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Coming Home: Rood’s roots run deep on Webster area century farm

Coming Home: Rood’s roots run deep on Webster area century farm

by Amanda Fanger, Reporter and Farmer

There have been a lot of changes in the computer industry since 1963, when Jim Rood started his career as an engineer.
“There’s been a lot of changes, but it’s been fun to watch (the industry grow),” he said.

Now retired, Rood has returned to his Day County roots.

Born in the Peabody Hospital in Webster, Jim Rood’s mother took him home to Butler, but it was only for a few months. The family moved to Aberdeen following work.

Although he grew up in Aberdeen, Rood’s family history traces back to the turn of the century in Day County, and he says his fondest childhood memories were made in Day County.

Rood graduated from Central High School in 1958 and attended his first two years of college at Northern State University where he met his future wife Sandra. They were married in 1962, before Rood’s senior year at the South Dakota School of Mines and Technology in Rapid City began. He graduated from there with a degree in engineering in 1963.

Jobs for an engineering degree, Rood said, tend to be more readily available in bigger cities. So, he chose Minneapolis, where he’d received a job offer to work with a computer development company.

“Computers were in their infancy at that time,” he said.

At his new job, Rood’s forte was in computer development.

“I ended up in a division that does military projects,” he said. “My first computer I worked on went on nuclear submarines.”

At that time, Rood said submarines had nuclear missiles, but they did not have computers. In Rood’s time, he went from watching crews bring their data with them from onshore to being able to generate it onboard.

“It was challenging and exciting – you knew this was going to be a thing of the future,” he said.

Rood stayed with the company for 40 years, although the company’s name changed many times while he was an employee there.

As an avid sportsman, Rood says that when he first moved to the city, around pheasant season, he was back in the area every weekend.

“I, being fond of fishing and hunting, think Day County has some of the best to offer,” he said.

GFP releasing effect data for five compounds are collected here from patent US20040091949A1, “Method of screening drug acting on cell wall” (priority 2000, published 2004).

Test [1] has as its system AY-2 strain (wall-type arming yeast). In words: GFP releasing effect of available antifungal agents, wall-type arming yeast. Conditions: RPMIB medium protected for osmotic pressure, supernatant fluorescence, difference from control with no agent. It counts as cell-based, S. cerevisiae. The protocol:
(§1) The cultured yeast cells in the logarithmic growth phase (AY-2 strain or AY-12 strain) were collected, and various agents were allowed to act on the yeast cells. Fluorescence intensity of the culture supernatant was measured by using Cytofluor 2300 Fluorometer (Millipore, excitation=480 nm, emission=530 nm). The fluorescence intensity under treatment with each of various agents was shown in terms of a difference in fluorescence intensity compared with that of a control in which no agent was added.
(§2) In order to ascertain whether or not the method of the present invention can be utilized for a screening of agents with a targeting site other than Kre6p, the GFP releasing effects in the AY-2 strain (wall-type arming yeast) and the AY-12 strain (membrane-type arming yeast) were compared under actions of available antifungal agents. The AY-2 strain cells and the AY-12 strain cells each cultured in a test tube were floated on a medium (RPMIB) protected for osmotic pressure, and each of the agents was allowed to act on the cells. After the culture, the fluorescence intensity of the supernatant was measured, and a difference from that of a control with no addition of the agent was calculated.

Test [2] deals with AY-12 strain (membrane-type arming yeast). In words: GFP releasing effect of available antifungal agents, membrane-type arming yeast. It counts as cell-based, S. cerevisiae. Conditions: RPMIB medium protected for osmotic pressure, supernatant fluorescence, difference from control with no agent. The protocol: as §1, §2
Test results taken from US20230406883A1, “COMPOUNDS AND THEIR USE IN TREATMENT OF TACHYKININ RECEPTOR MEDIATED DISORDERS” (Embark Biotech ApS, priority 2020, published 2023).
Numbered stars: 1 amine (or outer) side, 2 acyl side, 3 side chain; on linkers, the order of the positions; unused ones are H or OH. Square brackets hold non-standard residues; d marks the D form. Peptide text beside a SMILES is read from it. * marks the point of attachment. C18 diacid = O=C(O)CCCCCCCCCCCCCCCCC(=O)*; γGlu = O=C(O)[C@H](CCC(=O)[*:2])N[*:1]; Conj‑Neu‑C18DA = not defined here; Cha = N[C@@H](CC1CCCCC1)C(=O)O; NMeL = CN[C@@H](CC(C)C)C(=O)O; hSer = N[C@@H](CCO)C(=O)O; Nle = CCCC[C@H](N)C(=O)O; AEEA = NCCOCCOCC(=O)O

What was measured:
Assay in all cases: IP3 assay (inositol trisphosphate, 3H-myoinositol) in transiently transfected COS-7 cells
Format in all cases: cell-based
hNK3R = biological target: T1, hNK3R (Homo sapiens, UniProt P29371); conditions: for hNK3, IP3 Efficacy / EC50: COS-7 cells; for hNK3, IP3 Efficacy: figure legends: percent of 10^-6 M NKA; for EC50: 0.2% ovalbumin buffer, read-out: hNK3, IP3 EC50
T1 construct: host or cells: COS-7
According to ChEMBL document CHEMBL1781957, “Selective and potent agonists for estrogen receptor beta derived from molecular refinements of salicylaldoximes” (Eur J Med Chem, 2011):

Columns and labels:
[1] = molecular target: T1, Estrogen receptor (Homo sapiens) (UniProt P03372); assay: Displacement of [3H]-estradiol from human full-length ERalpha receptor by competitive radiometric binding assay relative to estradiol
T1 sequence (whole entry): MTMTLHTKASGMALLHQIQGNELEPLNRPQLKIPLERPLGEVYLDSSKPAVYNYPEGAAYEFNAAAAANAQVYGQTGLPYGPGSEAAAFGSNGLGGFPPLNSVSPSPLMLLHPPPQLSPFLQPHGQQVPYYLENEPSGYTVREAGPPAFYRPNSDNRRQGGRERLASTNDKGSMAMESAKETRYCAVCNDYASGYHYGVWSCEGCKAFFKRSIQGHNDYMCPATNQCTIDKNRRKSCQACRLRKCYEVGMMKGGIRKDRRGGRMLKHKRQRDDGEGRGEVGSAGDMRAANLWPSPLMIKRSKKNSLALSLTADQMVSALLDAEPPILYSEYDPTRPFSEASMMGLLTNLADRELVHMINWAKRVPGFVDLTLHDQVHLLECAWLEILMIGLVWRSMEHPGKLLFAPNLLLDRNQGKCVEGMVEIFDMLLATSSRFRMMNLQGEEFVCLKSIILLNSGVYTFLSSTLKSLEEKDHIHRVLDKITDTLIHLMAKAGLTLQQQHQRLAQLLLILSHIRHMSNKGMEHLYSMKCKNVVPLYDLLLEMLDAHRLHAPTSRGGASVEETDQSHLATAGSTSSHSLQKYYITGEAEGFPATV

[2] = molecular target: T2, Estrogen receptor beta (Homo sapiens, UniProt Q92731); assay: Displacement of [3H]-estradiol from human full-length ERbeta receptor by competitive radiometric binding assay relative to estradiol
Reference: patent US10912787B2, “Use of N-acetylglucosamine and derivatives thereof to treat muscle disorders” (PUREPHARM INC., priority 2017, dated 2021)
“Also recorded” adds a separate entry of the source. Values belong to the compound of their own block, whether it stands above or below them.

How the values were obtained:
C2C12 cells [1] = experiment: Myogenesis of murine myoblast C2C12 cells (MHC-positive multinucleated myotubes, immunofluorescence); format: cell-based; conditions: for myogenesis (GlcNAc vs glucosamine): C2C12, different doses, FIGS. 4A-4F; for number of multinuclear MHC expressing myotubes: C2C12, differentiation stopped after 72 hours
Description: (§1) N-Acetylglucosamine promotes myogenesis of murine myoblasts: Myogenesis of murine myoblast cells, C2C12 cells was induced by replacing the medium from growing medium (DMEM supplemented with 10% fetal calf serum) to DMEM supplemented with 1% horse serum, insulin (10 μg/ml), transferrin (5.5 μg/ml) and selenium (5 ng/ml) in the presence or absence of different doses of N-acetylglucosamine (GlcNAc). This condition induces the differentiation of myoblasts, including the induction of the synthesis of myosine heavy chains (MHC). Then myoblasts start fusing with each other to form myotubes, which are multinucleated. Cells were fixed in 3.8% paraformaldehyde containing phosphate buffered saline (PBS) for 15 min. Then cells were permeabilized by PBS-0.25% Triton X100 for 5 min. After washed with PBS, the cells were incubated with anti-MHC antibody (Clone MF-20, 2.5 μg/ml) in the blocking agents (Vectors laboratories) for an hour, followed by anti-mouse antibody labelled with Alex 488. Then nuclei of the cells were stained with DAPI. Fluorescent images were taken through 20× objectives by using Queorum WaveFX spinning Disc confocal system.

Also, with his folks owning a cabin on a lake near Aberdeen, every summer he and his family would go spend time there for at least one week out of the year.

Growing up, Rood would spend much of his summers in Day County at his grandparents’ farm, or on aunts’ and uncles’ farms.

“My best memories were the weeks I used to spend here,” he said. “Sometimes it was hard work and sometimes it was just play,” he said, then added with a laugh, “It depended on how far along they were in haying season when I came to stay.”

Through much of the 1990s, Rood was back to Day County a lot for funerals of relatives in his father’s generation.

“We were back to the area a lot,” he said.

At one funeral, he was talking to one of his aunts, a new widow, who was living alone on his grandparents’ farm. That farm had been purchased by the Rood family in 1905.

“I told her to call me if she was ever going to sell the place,” he said.

A few years later, in 1998, Rood received the call from his aunt and on Memorial Day that year, he and Sandra drove out to the farm to look it over.

“It was a wet, rainy day, but I walked all over the farm just to remember,” he said.

Rood says when he and Sandra agreed to purchase the farm, they intended to spend their summers there and use the place as a vacation home.

Rood retired in early spring of 2003, and came out to the farm. Right away, he said he got involved with fixing the place up and managing the farm itself. They cash rented to some neighbors and he worked on turning an old granary into his workshop. His engineering mind hadn’t retired and he still enjoyed building things.

Meanwhile, Sandra was still working in the city and when it came time for Rood to return there, he says he found that he didn’t want to leave.

So, until Sandra retired and moved out to the farm with him, Rood says he did a lot of traveling back and forth between Webster and Minneapolis.

Because of his summers spent here as a boy and because of relatives who live in the area, Rood says he felt at home here.

“It was a place I knew I would enjoy,” he said.

But more than that, the farm had a level of sentimental value for Rood.

“I bought the farm because otherwise it was going to pass out of the family,” he said. “A Rood has been living there for over 100 years.”

In fact, in 2005 the Rood farmstead was granted century farm status and they  were recognized at the state fair.

Rood says it is of some concern what will happen to the farm when he is gone. He hopes a Rood descendant would become interested.

Now both fully retired, the Roods volunteer in the Webster community. Rood serves on the board of directors for the Museum of Wildlife, Science & Industry, Bethesda Home board and for the foundation. They are members of St. John’s Church and also both volunteer at Needs Anonymous.

“It seems like we’re always pretty busy,” he said.

Besides his woodworking, Rood also enjoys gardening, which is an activity he spends a lot of time on at the farm.

Rood says he and his wife most miss the shopping opportunities from the big city, but they say they get along and, because they still own a condo in Bloomington, they can go back often to visit their children and grandchildren who live in that area. Their family includes two daughters and a son, nine grandchildren and two great-grandchildren.

Rood says what he and his wife really enjoy about living in the smaller community is how everyone knows everyone.

“You can go into a store here and they know you,” he said.

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